Before the age of rampant blogging and social media, b-schools often seemed shrouded in mystery to those hoping to be admitted: What is the admissions committee really looking for? What kind of students get in? What restaurants do program deans frequent?

O.K., that last question probably wasn't foremost on applicants' minds, but now thanks to deans sharing snippets of their personal lives on Facebook and Twitter, social media-savvy applicants could indeed tell you where certain deans like to eat. More importantly, they have a far better handle on the application process and program cultures than would have been possible even a few years ago. Here are a few of the social media tools you can use to gain an insiders' perspective on the b-school communities you hope to join:

Deans' and professors' Twitter feeds: Often, deans and b-school professors use their Twitter feeds to share noteworthy articles and alumni news, so it behooves applicants to follow them. Of course, the sheer number of deans and professors who Tweet makes it difficult to keep up with all of them. The website Poets and Quants put together a helpful primer on deans worth following. I would add the deans of any other schools where you plan to apply to this list. Also, see if some of the well known professors in your departments of interest are on Twitter, and follow them.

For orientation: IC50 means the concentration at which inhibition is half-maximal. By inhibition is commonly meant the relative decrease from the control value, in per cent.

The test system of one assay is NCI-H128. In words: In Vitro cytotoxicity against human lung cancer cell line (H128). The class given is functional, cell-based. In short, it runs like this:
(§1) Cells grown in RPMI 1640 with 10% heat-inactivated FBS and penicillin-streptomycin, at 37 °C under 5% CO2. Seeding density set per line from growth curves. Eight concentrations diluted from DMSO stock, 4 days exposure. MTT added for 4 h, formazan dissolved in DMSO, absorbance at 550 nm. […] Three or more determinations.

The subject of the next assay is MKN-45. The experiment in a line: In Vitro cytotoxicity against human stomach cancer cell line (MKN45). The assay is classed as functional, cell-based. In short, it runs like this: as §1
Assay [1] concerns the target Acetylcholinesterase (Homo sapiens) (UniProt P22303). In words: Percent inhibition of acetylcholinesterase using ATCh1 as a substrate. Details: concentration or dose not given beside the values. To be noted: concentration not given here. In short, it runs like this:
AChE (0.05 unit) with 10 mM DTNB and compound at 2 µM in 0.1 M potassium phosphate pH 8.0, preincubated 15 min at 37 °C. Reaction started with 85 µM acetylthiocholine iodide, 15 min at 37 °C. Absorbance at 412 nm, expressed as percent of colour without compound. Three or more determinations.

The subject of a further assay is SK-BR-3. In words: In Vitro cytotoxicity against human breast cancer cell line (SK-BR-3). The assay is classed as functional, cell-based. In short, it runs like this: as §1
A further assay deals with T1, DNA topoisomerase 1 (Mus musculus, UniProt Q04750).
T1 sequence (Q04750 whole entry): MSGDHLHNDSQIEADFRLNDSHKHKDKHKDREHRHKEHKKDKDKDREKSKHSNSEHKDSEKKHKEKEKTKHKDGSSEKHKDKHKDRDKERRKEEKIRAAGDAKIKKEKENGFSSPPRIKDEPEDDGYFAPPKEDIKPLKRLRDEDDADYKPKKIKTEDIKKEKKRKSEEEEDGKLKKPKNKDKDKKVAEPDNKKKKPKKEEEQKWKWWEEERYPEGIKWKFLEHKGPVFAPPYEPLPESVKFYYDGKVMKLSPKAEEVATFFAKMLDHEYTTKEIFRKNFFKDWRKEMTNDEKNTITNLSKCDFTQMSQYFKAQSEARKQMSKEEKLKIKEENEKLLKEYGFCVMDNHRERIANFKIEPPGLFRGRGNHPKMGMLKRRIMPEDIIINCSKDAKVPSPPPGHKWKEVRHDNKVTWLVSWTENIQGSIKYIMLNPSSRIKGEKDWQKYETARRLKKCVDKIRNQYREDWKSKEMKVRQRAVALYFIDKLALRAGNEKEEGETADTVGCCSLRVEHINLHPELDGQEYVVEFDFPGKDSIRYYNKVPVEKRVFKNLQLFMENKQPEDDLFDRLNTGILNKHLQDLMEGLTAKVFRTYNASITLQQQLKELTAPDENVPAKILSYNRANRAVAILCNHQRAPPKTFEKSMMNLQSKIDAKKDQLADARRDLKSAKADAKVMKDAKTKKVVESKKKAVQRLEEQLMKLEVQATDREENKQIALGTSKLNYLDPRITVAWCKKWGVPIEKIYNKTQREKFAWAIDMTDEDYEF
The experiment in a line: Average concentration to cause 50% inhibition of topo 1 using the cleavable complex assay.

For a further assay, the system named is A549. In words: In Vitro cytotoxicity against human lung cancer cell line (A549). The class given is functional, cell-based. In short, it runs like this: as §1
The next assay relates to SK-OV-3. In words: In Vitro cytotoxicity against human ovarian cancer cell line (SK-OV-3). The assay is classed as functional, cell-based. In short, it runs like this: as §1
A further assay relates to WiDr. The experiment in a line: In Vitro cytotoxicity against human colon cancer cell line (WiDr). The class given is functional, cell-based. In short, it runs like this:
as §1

Official program Facebook pages: M.B.A. programs including The Wharton School, the Ross School of Business, and the Yale School of Management all have official program Facebook pages that provide another method of keeping up with important program news. Simply "like" the program's page and its updates will be added to your Facebook wall.

Admissions blogs: When visiting the admissions websites of the schools where you're planning to apply, bookmark any admissions blogs that you find. At the very least, admissions directors and staff write about important application deadlines and events on these blogs. The best admissions blogs go even further, answering common applicant questions and giving advice on the application process. For example, the Chicago Booth admissions blog includes everything from announcements for student-hosted events to
advice on a preparing for a successful interview.